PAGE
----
Management of Aldosteronoma

  • Hadley E. Ritter
  • Benjamin C. JamesEmail author


Primary hyperaldosteronism is a condition of excess production of aldosterone from the adrenal gland. The condition may be caused by a single adenoma or idiopathic hyperplasia of the adrenal glands. Clinically, primary hyperaldosteronism often results in difficult-to-control hypertension. Biochemical evaluation should include a plasma aldosterone-to-renin ratio, which when greater than 35 is highly suggestive of primary hyperaldosteronism. Imaging should include a non-contrast computed tomography (CT) scan. Adrenal nodules associated with primary hyperaldosteronism are typically 1–3 cm in size. Confirmatory lateralization with adrenal vein sampling should be considered when imaging is not clear. Biopsy of the adrenal gland should never be performed. For patients with unilateral disease, the treatment of choice is a laparoscopic adrenalectomy. In the setting of bilateral disease, patients should be medically managed with spironolactone or eplerenone.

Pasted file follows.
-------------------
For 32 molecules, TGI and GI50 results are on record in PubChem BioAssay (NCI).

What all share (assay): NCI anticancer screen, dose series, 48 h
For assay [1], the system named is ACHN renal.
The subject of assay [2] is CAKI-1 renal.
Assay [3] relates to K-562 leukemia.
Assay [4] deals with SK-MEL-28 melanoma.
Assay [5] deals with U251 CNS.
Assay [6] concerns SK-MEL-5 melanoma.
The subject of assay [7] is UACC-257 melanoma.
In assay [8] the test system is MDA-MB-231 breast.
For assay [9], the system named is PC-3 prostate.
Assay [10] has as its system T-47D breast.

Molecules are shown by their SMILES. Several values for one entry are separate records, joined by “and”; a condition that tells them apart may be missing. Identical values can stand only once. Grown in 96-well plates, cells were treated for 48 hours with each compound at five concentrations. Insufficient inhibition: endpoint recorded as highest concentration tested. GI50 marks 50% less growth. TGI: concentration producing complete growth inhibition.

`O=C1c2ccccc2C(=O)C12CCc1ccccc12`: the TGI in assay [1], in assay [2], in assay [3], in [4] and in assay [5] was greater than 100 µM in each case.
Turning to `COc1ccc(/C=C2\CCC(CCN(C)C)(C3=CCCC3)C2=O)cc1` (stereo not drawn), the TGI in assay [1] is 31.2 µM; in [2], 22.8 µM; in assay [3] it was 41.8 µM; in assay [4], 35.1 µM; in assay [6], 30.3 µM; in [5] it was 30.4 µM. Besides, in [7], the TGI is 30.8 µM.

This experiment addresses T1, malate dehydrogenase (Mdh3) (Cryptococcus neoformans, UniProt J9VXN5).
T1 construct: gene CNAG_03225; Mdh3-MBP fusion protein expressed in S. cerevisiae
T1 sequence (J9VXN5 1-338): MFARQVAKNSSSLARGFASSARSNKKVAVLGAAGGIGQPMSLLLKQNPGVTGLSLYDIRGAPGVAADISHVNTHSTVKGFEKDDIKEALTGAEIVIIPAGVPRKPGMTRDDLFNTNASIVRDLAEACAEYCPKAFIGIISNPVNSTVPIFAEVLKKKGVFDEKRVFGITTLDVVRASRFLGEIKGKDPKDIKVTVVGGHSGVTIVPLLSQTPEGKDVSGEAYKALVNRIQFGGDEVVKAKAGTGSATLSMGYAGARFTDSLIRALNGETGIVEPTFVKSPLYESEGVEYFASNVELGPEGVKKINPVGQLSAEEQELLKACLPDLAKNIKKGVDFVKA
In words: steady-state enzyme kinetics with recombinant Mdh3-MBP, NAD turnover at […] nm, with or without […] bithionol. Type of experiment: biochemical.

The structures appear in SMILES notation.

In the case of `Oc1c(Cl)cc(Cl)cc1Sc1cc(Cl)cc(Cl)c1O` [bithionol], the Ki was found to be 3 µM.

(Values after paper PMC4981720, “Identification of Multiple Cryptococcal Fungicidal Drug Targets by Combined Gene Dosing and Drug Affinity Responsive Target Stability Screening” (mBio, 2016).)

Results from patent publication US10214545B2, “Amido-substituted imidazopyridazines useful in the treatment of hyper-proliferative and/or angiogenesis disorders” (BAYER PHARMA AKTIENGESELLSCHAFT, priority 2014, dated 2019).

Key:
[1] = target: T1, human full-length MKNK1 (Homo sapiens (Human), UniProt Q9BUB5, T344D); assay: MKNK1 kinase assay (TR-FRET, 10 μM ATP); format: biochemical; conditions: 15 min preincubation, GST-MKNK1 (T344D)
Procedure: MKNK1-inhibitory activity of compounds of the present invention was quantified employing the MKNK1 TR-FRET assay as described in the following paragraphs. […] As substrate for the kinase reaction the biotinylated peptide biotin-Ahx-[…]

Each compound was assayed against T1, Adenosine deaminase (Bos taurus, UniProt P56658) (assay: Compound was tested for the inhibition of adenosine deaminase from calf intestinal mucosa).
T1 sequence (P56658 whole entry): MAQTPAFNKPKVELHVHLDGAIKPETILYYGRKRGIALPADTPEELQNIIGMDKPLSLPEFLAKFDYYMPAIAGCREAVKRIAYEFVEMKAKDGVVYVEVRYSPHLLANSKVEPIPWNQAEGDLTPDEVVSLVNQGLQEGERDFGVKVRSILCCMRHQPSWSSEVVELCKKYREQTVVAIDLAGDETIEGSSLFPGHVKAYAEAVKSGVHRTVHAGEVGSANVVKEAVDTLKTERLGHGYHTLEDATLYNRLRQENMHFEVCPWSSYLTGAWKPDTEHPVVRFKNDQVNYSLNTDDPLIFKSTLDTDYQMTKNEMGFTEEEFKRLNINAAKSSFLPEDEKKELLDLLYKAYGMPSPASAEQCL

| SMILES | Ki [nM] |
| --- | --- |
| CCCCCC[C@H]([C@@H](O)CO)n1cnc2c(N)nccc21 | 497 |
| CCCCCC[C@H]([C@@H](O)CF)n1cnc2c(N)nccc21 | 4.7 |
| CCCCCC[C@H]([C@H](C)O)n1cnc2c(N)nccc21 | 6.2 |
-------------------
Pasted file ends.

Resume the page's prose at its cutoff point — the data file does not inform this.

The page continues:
Conn’s Syndrome Spironolactone Eplerenone Laparoscopic adrenalectomy 


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Copyright information

© Springer Nature Switzerland AG 2019

Authors and Affiliations

  1. 1.Department of SurgeryIndiana UniversityIndianapolisUSA
  2. 2.Department of SurgeryHarvard Medical SchoolBostonUSA
  3. 3.Department of SurgeryBeth Israel Deaconess Medical CenterBostonUSA

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